Guest Blogger Krista Donaldson
CEO of D-Rev: Design Revolution
Here’s a test. You have 20 seconds to list the scientific and technological innovations that have had a positive, lasting impact in the developing world since the Marshall Plan. And be specific – “Green Revolution” is not allowed.
Technology and innovation drive economic growth, and can remarkably increase standards of living. As USAID Administrator Dr. Rajiv Shah notes, innovative products can leapfrog development problems that otherwise might take generations to address. (Are cell phones near the top of your list?)
D-Rev: Design for the Other 90%, the organization I run, designs and delivers high-quality products to improve peoples’ health and incomes. We are a technology incubator that seeks market-driven solutions to pressing global problems. The Science, Technology and Innovation Forum on September 22, co-hosted by USAID and the New York Academy of Sciences,will highlight our and other organizations’ innovations that are saving lives and empowering families economically. Some of the inventions here will be on your list; others should be soon. D-Rev will showcase a pipeline of low-cost, high-quality medical devices that prevent brain damage in or death of newborns with severe jaundice.
Writing your list, did you pause? There are many organizations solving pressing problems with innovative technology and design thinking: iTeach is improving healthcare in KwaZulu-Natal by working in public hospitals and with traditional healers; KickStart’s treadle pumps in East Africa are growing a new middle class; Samasource is building capacity by outsourcing work to poor communities and refuge camps; and the Aquaya Institute is bringing clean water to Asia and Africa through sustainable for-profit business models. But still there is work to do. The lists of breakthrough products and approaches must be longer, because innovation in our globalized age can address most – if not all – of the Millennium Development Goals. Three things, however, need to happen for organizations to successfully launch successful products.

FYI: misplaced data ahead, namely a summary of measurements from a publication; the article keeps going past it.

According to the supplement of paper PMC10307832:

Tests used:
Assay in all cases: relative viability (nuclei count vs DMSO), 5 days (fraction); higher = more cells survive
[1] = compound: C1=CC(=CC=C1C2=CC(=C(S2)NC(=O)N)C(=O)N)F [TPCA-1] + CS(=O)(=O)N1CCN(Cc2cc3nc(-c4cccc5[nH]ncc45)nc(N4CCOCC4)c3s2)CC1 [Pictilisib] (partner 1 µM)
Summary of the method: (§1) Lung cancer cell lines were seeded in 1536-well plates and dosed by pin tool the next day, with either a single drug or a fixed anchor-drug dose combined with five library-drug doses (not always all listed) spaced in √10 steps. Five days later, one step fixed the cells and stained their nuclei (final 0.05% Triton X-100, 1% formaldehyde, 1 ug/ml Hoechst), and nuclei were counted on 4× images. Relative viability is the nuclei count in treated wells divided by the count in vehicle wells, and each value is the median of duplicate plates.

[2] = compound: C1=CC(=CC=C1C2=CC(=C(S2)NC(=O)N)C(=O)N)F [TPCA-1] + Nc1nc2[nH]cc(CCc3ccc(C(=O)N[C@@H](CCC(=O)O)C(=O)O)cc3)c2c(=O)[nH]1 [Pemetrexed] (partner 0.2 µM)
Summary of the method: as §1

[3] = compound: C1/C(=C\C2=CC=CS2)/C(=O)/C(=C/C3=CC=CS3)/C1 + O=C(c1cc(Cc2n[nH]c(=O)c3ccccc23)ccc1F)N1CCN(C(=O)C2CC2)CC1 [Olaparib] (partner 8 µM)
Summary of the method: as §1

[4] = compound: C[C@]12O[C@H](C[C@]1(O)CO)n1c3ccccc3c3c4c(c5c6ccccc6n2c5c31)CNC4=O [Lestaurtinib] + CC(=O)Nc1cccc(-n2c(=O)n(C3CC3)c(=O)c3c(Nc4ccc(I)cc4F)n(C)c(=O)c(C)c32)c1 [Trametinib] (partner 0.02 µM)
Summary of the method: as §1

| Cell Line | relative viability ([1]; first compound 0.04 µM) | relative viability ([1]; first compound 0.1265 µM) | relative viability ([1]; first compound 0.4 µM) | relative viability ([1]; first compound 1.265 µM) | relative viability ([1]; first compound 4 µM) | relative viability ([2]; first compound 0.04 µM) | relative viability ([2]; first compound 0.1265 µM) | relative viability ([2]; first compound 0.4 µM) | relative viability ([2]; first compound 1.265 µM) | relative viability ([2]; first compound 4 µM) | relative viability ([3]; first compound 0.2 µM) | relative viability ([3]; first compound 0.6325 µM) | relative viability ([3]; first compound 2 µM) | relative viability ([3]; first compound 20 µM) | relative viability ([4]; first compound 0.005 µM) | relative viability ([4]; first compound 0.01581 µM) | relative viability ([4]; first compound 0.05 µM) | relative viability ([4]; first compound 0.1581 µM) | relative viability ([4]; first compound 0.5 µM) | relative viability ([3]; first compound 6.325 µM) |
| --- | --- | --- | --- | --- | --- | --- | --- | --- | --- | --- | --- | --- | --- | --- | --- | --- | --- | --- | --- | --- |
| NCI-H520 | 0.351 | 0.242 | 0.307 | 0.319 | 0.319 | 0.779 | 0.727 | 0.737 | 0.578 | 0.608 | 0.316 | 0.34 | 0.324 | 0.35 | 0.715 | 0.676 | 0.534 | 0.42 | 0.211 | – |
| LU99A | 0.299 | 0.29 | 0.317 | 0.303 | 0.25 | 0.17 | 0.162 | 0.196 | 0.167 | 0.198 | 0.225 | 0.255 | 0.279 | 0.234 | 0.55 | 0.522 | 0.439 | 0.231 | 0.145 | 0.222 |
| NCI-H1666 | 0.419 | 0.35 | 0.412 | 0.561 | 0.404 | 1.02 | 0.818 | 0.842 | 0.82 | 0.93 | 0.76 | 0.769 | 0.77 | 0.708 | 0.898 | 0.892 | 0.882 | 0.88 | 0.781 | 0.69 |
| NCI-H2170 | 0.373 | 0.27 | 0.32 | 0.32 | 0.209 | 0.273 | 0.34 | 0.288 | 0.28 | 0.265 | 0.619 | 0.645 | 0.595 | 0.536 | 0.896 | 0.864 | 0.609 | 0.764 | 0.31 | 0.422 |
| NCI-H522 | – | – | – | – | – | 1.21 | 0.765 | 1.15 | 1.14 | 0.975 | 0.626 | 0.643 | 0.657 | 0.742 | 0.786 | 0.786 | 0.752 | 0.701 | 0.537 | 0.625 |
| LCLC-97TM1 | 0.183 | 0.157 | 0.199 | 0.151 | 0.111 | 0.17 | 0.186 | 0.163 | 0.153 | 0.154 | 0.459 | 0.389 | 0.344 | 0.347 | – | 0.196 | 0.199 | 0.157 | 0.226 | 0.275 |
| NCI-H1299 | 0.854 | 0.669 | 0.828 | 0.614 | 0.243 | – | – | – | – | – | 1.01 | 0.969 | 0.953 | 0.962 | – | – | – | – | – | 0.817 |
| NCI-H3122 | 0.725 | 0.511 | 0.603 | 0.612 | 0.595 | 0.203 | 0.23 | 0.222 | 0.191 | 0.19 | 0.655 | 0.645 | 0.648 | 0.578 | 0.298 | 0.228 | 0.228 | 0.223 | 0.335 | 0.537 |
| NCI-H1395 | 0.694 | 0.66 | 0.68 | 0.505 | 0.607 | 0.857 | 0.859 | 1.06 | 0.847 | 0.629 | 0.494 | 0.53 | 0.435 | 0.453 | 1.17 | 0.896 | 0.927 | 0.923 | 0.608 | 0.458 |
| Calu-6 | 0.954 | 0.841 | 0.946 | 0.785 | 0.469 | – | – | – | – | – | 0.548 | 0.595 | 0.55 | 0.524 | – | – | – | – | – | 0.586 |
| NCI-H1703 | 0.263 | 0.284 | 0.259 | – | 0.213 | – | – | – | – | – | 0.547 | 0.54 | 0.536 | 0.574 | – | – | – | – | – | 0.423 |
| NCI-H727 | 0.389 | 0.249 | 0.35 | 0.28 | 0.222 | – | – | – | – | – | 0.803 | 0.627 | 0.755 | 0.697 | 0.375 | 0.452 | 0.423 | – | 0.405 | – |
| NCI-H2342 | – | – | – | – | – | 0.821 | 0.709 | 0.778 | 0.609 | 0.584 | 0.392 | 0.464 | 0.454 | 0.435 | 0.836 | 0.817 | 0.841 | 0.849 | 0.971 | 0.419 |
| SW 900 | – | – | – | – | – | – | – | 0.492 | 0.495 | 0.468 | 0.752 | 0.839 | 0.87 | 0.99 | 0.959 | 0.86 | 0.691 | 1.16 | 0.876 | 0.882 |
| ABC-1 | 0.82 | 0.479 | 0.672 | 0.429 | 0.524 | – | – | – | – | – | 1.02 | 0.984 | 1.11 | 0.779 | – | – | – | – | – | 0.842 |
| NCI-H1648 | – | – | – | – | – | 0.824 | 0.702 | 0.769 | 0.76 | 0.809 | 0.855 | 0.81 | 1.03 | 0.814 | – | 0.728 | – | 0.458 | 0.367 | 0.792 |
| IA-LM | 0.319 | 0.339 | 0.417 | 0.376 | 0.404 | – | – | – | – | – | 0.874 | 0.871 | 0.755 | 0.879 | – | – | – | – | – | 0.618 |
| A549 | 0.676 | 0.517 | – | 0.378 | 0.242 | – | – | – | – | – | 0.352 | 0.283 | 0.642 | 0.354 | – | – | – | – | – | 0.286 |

STI development cycle: Technological innovation drives economic growth and increased standards of living so that societies can address their own development issues.
Donors must be agile. Innovation in development is like innovation anywhere – it requires investor agility and risk-taking. To move products faster from the labs to the market, and scale successes from communities to countries, we need condensed funding cycles that promote action and rapid iteration starting at the seed stage.
Design is not just about the product. It is critical to support the work surrounding the design of the product: ensuring user needs are understood, and what is required to sustainably deliver and scale the product. Too many products aimed at development never seem to go anywhere. They might be donated, installed – and then never used. For example, seed funds are needed to understand users, environments, existing solutions, markets, delivery and repair infrastructures, scaling potential – before a product is designed.
A summary map on the activities announced or underway in Pakistan.
During Dr. Raj Shah’s whirlwind two-day visit to Pakistan with Secretary of State Hillary Clinton for the ongoing Strategic Dialogue between the two countries, the U.S. announced more than $500 million in new development assistance for Pakistan.
The new projects include the completion of two hydroelectric dams in South Waziristan and Gilgit-Baltistan that will supply more than 34 megawatts of additional power to 280,000 residents in those areas, the renovation and construction of three medical facilities, economic growth programs and seven projects to improve water distribution and efficiency in the country. Much of the assistance will be delivered by USAID.
The United States shares with Pakistan a vision of a future in which all people can live safe, healthy, and productive lives. Dr. Shah spoke with press about USAID’s role in Pakistan, saying that “Our commitment is broad and deep,” and one that encompasses programs ranging from health and energy to economic growth and agriculture.